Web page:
Fall Colors....?

We’re halfway through one of our epic road trips, meandering our way through states that include the Appalachian Mountains – Virginia, West Virginia, Tennessee, North Carolina, so far. Despite being the end of October, it’s startling to see what’s missing from the scenery.

There’s no color!


The trees remain shades of green with none of the brilliant reds, burnt orange, and vibrant golds of this season. It’s as if the trees themselves have noticed that our country is struggling to come to terms with all that we should be celebrating – the vibrant colorful diversity that has made this country so great.

Part of this trip is about tracing family – and mine goes way back to the first few hundred years of immigrant pale people coming to this country. This land has traces of humans who lived remarkably creative lives, and then left behind traces of civilizations millennia before my ancestors showed up.  Although I don’t know the entire story, I do know that my people chose to leave their homes, their families, and all that was familiar to seek the opportunity represented by this new land.  

Side note here – it appears my predecessors came to fight on behalf of the conservative forces – the British – against the rag tag band of revolutionaries trying to take down the reigning authority, King George. I’ve got both Hessian soldiers and a connection to Benedict Arnold in my background.

The promise and potential of this country has been a magnet for all who are here now – and all those who seek to add their talents and energy to our future. Families, mothers, children, young men, and women come here seeking a better tomorrow – and this country has fulfilled that promise for generations since the 1700s.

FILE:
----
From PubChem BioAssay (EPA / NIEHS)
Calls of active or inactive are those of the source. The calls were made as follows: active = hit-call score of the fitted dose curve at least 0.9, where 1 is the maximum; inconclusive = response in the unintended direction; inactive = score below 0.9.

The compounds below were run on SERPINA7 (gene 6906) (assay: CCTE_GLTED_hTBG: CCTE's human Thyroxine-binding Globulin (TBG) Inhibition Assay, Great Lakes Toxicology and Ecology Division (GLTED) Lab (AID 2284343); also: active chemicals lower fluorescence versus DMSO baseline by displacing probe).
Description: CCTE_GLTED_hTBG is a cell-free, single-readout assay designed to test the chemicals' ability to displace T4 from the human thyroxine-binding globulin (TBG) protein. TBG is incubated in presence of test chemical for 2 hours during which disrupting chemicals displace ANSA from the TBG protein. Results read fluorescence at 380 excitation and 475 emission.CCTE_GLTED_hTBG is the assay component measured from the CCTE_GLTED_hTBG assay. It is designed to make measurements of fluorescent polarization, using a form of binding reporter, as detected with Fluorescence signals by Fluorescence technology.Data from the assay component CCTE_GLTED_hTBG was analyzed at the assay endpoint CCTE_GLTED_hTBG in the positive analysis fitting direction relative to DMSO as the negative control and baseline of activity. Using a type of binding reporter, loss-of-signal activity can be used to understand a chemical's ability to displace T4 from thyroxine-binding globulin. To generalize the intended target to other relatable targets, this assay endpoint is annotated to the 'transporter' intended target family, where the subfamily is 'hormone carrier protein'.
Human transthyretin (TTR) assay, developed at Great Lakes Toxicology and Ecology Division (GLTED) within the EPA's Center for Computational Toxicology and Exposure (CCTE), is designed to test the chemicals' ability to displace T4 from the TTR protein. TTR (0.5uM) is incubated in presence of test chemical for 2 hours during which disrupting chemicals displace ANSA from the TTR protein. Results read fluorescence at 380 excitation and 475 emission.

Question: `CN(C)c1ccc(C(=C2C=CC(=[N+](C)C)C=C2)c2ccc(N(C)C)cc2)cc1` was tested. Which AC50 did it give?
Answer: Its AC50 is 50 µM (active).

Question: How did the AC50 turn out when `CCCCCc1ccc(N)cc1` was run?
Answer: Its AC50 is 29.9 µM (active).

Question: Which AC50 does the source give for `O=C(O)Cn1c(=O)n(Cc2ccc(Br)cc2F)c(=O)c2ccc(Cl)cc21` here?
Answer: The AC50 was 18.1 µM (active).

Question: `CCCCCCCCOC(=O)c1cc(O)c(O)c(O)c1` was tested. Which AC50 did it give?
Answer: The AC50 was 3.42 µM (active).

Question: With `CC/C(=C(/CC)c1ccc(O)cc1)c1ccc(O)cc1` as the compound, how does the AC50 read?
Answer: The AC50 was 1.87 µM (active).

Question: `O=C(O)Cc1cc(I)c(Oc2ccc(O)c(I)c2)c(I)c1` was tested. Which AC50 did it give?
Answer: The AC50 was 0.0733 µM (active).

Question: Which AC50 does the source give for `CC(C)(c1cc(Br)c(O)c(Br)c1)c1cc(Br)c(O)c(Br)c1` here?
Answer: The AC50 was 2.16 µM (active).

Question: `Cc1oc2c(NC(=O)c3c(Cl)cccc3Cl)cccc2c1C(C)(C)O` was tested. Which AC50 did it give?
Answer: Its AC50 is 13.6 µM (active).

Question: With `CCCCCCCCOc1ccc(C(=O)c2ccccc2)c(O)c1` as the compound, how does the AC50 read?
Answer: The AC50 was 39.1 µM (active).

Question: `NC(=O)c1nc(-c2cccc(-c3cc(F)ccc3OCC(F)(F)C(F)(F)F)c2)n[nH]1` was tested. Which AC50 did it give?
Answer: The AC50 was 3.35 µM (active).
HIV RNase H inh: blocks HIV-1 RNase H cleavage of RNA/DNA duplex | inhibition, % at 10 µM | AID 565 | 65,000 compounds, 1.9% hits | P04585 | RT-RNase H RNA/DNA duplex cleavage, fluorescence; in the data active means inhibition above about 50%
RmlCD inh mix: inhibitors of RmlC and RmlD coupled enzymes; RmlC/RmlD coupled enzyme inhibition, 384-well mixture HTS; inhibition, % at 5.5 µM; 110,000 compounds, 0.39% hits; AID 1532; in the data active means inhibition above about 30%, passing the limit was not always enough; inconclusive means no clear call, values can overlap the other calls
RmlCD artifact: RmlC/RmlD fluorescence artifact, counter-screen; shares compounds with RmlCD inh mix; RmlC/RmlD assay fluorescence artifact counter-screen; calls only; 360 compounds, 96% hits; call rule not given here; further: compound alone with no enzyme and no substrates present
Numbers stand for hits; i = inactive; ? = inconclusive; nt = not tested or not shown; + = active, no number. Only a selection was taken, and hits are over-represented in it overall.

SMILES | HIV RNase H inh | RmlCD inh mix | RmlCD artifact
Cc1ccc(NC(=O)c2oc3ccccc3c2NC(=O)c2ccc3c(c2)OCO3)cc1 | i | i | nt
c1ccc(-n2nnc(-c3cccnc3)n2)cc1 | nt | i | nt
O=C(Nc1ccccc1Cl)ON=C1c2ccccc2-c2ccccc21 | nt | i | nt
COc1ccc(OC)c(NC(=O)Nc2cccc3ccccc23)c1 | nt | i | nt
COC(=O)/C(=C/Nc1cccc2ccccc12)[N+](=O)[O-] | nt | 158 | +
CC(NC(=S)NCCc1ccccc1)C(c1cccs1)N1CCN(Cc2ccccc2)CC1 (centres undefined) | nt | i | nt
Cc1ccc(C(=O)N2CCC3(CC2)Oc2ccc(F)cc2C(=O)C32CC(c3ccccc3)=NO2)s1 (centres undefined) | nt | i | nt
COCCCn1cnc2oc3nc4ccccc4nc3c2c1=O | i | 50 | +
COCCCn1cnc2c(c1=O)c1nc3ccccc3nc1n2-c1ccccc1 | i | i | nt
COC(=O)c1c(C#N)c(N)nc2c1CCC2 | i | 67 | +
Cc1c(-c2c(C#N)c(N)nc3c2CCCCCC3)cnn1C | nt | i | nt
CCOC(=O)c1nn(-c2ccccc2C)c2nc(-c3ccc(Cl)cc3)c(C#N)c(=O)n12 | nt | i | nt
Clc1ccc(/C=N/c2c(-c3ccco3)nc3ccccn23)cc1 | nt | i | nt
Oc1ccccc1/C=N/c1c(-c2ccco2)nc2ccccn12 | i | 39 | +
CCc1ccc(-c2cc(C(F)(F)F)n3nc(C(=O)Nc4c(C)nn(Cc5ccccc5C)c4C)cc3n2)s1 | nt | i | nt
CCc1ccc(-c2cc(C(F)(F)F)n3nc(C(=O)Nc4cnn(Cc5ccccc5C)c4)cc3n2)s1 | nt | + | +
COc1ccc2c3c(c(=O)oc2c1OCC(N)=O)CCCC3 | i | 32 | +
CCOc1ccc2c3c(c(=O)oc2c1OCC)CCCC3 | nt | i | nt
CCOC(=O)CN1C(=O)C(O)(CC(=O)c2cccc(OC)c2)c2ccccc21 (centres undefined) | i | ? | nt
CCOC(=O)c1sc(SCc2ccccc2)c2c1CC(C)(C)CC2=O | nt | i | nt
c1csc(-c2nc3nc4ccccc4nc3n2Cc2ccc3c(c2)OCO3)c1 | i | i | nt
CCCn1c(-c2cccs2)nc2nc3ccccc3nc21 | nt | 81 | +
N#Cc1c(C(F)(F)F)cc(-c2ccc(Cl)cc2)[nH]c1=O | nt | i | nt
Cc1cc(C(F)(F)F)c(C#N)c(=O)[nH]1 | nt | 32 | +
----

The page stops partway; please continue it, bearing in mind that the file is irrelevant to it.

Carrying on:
Yet somehow – today – there are those who want to pull up the bridge to that better future. This whole debate about immigrants is absurd within a nation of immigrants. The only people in my home state who should argue about the value of immigrants are the descendants of the Iroquois whose ancestors truly settled what we call Ohio.

Let’s be clear about our terms. In this country, we are all immigrants. All of us who don’t trace ancestors to Native Americans.

And based on the events of the past week, the largest risk to domestic tranquility in this great land of ours comes from white men – men who are prone to believing demonstrably crazy conspiracy theories with no basis other than delusional thinking, brewed in a stew of frustration and some belief that their lives would have turned out better if everyone not identical to them were out of the picture.

Instead we’re being asked to believe that a caravan of a few thousand Central Americans is the big risk – a few thousand people seeking a better life in a land of 326 million people. Context here is really important – although some seek to use this caravan as a fearful threat, listen to the stories of people seeking safety and a better life, as did my ancestors three hundred some years ago. Actually, my ancestors may have been the bigger threat, having come here to fight against the emerging democracy. These migrants will go through legal channels to achieve what mine did with guns.

We do have things to fear in this country. We should fear a partisan culture that is vilifying anything perceived as “other” amidst an environment where blaming “them” for our own issues has become a national sport.

This isn’t who we fought to become in this grand experiment. Admittedly, my ancestors lost their fight to retain the King’s supremacy in this country, but I can assure you that their progeny have all been actively engaged in retaining the freedoms of this nation, including the freedom and wisdom to continue welcoming the immigrants who make this the vibrant land it is. That includes the right to vote. Seek the moderates. Seek those who will understand that politics is about seeking solutions, not dividing people.

We’re on the road for another week and I continue to hope for the colors of fall. The trees are boring without them in this season, and frankly, so are we.